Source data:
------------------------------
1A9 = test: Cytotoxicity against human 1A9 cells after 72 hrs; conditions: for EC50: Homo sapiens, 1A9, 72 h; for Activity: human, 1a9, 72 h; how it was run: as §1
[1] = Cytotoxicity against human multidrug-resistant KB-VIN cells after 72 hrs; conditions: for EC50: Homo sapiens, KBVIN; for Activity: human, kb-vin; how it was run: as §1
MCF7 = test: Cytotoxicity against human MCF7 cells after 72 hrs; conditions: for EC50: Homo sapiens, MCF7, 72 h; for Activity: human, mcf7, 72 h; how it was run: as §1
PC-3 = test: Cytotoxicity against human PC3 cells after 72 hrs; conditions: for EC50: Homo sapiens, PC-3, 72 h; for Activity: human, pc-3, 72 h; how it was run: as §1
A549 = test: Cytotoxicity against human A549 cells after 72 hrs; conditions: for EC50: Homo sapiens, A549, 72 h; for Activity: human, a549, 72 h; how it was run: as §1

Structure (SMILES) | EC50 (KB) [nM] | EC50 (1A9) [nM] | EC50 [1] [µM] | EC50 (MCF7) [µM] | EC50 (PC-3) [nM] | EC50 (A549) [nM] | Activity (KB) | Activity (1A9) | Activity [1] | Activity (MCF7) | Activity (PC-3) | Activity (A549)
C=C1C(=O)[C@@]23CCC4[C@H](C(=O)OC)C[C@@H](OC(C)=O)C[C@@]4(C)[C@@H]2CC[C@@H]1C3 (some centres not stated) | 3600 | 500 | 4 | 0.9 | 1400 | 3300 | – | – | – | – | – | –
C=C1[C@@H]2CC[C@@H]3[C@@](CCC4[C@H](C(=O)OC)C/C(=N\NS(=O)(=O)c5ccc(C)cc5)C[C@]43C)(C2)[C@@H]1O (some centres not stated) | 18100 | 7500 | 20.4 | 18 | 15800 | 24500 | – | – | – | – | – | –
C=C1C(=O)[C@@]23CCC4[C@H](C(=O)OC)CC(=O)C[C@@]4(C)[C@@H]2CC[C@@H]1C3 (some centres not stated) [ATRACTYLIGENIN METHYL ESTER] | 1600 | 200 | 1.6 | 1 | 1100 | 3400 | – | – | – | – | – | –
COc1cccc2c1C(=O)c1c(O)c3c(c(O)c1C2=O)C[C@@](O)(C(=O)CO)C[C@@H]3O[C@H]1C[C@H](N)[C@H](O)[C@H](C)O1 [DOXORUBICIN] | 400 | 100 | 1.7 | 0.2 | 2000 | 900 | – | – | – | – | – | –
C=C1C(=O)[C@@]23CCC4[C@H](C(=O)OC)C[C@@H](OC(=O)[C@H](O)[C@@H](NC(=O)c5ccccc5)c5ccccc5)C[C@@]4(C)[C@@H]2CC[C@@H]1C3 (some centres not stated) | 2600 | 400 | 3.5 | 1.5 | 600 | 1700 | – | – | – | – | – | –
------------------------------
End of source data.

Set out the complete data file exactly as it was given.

1A9 = test: Cytotoxicity against human 1A9 cells after 72 hrs; conditions: for EC50: Homo sapiens, 1A9, 72 h; for Activity: human, 1a9, 72 h; how it was run: as §1
[1] = Cytotoxicity against human multidrug-resistant KB-VIN cells after 72 hrs; conditions: for EC50: Homo sapiens, KBVIN; for Activity: human, kb-vin; how it was run: as §1
MCF7 = test: Cytotoxicity against human MCF7 cells after 72 hrs; conditions: for EC50: Homo sapiens, MCF7, 72 h; for Activity: human, mcf7, 72 h; how it was run: as §1
PC-3 = test: Cytotoxicity against human PC3 cells after 72 hrs; conditions: for EC50: Homo sapiens, PC-3, 72 h; for Activity: human, pc-3, 72 h; how it was run: as §1
A549 = test: Cytotoxicity against human A549 cells after 72 hrs; conditions: for EC50: Homo sapiens, A549, 72 h; for Activity: human, a549, 72 h; how it was run: as §1

Structure (SMILES) | EC50 (KB) [nM] | EC50 (1A9) [nM] | EC50 [1] [µM] | EC50 (MCF7) [µM] | EC50 (PC-3) [nM] | EC50 (A549) [nM] | Activity (KB) | Activity (1A9) | Activity [1] | Activity (MCF7) | Activity (PC-3) | Activity (A549)
C=C1C(=O)[C@@]23CCC4[C@H](C(=O)OC)C[C@@H](OC(C)=O)C[C@@]4(C)[C@@H]2CC[C@@H]1C3 (some centres not stated) | 3600 | 500 | 4 | 0.9 | 1400 | 3300 | – | – | – | – | – | –
C=C1[C@@H]2CC[C@@H]3[C@@](CCC4[C@H](C(=O)OC)C/C(=N\NS(=O)(=O)c5ccc(C)cc5)C[C@]43C)(C2)[C@@H]1O (some centres not stated) | 18100 | 7500 | 20.4 | 18 | 15800 | 24500 | – | – | – | – | – | –
C=C1C(=O)[C@@]23CCC4[C@H](C(=O)OC)CC(=O)C[C@@]4(C)[C@@H]2CC[C@@H]1C3 (some centres not stated) [ATRACTYLIGENIN METHYL ESTER] | 1600 | 200 | 1.6 | 1 | 1100 | 3400 | – | – | – | – | – | –
COc1cccc2c1C(=O)c1c(O)c3c(c(O)c1C2=O)C[C@@](O)(C(=O)CO)C[C@@H]3O[C@H]1C[C@H](N)[C@H](O)[C@H](C)O1 [DOXORUBICIN] | 400 | 100 | 1.7 | 0.2 | 2000 | 900 | – | – | – | – | – | –
C=C1C(=O)[C@@]23CCC4[C@H](C(=O)OC)C[C@@H](OC(=O)[C@H](O)[C@@H](NC(=O)c5ccccc5)c5ccccc5)C[C@@]4(C)[C@@H]2CC[C@@H]1C3 (some centres not stated) | 2600 | 400 | 3.5 | 1.5 | 600 | 1700 | – | – | – | – | – | –